Roberts syndrome is a genetic disorder characterized by limb and facial abnormalities. Affected individuals also grow slowly before and after birth. Mild to severe intellectual impairment occurs in about half of all people with Roberts syndrome.
Children with Roberts syndrome are born with abnormalities of all four limbs. They have shortened arm and leg bones (hypomelia), particularly the bones in their forearms and lower legs. In severe cases, the limbs may be so short that the hands and feet are located very close to the body (phocomelia). People with Roberts syndrome may also have abnormal or missing fingers and toes, and joint deformities (contractures) commonly occur at the elbows and knees. The limb abnormalities are very similar on the right and left sides of the body, but arms are usually more severely affected than legs.
Individuals with Roberts syndrome typically have numerous facial abnormalities, including an opening in the lip (a cleft lip) with or without an opening in the roof of the mouth (cleft palate), a small chin (micrognathia), ear abnormalities, wide-set eyes (hypertelorism), outer corners of the eyes that point downward (down-slanting palpebral fissures), small nostrils, and a beaked nose. They may have a small head size (microcephaly) or clouding of the clear front covering of the eyes (corneal opacities). In severe cases affected individuals have a sac-like protrusion of the brain (encephalocele) at the front of their head. In addition, people with Roberts syndrome may have heart, kidney, and genital abnormalities.
Infants with a severe form of Roberts syndrome are often stillborn or die shortly after birth. Mildly affected individuals may live into adulthood. A condition called SC phocomelia syndrome was originally thought to be distinct from Roberts syndrome; however, it is now considered to be a mild variant. "SC" represents the first letters of the surnames of the two families first diagnosed with this disorder.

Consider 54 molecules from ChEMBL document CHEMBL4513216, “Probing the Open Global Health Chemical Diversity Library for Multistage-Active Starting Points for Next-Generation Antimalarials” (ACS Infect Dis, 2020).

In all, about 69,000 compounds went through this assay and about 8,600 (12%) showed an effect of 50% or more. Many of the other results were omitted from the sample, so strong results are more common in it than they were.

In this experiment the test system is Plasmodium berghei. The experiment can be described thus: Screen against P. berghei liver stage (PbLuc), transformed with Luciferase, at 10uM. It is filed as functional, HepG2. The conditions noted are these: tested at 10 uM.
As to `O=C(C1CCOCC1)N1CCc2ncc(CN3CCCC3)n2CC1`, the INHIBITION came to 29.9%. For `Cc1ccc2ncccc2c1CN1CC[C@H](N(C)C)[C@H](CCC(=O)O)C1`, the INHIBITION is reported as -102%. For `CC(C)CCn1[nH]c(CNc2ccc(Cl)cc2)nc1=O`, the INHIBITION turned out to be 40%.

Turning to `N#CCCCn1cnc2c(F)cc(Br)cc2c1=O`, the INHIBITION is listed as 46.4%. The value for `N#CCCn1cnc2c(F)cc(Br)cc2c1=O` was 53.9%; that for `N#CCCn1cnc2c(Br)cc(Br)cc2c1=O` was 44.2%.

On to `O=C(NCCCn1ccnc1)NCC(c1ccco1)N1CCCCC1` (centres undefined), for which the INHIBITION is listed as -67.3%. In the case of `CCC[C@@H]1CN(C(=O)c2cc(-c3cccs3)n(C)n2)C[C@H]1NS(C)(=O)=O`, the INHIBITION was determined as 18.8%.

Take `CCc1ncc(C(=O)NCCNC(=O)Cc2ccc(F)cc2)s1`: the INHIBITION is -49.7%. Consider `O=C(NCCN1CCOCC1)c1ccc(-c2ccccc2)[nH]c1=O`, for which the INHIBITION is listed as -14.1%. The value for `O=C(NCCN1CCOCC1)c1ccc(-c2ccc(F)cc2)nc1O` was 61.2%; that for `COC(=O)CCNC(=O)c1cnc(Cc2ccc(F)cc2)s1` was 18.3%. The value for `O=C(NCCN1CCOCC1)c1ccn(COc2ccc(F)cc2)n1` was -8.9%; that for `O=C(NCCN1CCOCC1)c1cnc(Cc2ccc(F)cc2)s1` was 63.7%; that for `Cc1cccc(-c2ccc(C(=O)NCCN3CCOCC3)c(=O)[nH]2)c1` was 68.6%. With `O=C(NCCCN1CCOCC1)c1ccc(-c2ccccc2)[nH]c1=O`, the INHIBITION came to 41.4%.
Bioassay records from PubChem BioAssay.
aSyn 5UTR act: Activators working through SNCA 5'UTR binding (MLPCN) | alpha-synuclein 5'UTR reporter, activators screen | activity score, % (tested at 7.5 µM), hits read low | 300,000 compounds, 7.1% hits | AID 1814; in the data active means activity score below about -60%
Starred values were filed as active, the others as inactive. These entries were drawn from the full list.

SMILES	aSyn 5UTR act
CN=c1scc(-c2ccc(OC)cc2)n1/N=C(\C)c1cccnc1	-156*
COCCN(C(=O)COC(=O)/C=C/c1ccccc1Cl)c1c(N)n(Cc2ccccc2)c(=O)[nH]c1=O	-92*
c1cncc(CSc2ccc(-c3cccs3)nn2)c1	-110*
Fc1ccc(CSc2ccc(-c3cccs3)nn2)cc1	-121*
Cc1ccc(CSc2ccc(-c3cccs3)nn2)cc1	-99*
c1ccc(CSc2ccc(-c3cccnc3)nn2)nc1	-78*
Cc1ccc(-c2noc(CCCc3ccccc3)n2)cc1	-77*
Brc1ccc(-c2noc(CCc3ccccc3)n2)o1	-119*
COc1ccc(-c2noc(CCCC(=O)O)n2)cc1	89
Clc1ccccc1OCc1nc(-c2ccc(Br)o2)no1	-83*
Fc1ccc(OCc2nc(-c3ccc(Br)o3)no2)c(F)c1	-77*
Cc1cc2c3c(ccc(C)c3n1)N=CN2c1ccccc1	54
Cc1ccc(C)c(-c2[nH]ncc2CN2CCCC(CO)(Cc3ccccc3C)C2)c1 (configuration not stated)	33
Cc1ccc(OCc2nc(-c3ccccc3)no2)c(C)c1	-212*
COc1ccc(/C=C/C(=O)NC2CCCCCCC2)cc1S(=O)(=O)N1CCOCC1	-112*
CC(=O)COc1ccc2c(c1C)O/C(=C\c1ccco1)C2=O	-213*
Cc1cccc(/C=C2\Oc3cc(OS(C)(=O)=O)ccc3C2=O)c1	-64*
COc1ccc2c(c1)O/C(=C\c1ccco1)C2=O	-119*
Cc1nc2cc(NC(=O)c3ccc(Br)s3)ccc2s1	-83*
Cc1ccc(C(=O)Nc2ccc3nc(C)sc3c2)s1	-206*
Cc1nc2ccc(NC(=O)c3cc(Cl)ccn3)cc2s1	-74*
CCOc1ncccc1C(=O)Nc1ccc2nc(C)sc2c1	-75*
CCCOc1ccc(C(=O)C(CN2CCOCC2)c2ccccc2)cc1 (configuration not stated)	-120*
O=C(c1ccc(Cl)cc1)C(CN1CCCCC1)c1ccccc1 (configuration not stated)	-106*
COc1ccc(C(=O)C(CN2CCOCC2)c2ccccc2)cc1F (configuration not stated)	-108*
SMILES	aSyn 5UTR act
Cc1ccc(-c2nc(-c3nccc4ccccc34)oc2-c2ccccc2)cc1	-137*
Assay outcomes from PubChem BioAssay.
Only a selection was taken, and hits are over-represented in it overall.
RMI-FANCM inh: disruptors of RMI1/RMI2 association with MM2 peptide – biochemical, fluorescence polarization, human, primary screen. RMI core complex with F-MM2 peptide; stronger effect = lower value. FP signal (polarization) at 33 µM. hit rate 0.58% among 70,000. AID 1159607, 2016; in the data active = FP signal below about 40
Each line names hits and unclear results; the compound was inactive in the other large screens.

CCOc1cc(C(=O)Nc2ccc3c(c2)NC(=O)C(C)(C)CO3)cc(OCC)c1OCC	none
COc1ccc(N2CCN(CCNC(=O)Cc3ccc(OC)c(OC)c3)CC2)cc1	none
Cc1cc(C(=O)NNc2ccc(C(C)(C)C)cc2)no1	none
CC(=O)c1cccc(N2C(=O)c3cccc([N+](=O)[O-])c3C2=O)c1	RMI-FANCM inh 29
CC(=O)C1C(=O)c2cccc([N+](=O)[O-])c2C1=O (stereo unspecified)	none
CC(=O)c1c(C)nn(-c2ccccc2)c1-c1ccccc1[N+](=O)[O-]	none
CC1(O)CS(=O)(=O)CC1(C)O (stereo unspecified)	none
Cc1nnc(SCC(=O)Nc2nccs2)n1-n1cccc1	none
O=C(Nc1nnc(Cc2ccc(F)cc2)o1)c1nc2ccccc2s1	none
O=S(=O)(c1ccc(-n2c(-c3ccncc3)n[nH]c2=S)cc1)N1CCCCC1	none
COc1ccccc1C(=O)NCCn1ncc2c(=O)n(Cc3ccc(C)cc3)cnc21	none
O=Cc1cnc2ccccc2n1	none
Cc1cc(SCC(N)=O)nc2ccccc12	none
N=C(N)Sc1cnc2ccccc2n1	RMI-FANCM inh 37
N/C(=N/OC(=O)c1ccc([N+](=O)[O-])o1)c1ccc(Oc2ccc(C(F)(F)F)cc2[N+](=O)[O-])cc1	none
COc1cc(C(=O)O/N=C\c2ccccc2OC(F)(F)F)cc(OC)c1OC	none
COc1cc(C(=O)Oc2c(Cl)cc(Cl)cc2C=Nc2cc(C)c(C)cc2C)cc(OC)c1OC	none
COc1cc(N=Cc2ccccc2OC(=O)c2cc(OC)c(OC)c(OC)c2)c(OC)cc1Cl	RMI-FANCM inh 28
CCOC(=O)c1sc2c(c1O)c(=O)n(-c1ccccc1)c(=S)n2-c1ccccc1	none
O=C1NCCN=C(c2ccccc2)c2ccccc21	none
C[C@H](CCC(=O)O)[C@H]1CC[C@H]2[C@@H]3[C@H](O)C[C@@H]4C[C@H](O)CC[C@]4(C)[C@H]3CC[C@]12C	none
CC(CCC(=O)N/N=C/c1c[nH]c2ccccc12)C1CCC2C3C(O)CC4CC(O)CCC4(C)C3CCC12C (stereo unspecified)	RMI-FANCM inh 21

Roberts syndrome is a rare disorder. Its prevalence is unknown.
Mutations in the ESCO2 gene cause Roberts syndrome. This gene provides instructions for making a protein that is important for proper chromosome separation during cell division. Before cells divide, they must copy all of their chromosomes. The copied DNA from each chromosome is arranged into two identical structures, called sister chromatids. The ESCO2 protein plays an important role in establishing the glue that holds the sister chromatids together until the chromosomes are ready to separate.
All identified mutations in the ESCO2 gene prevent the cell from producing any functional ESCO2 protein, which causes some of the glue between sister chromatids to be missing around the chromosome's constriction point (centromere). In Roberts syndrome, cells respond to abnormal sister chromatid attachment by delaying cell division. Delayed cell division can be a signal that the cell should undergo self-destruction. The signs and symptoms of Roberts syndrome may result from the loss of cells from various tissues during early development. Because both mildly and severely affected individuals lack any functional ESCO2 protein, the underlying cause of the variation in disease severity remains unknown. Researchers suspect that other genetic and environmental factors may be involved.
This condition is inherited in an autosomal recessive pattern, which means both copies of the gene in each cell have mutations. The parents of an individual with an autosomal recessive condition each carry one copy of the mutated gene, but they typically do not show signs and symptoms of the condition.
Other Names for This Condition
- Appelt-Gerken-Lenz syndrome
- Hypomelia hypotrichosis facial hemangioma syndrome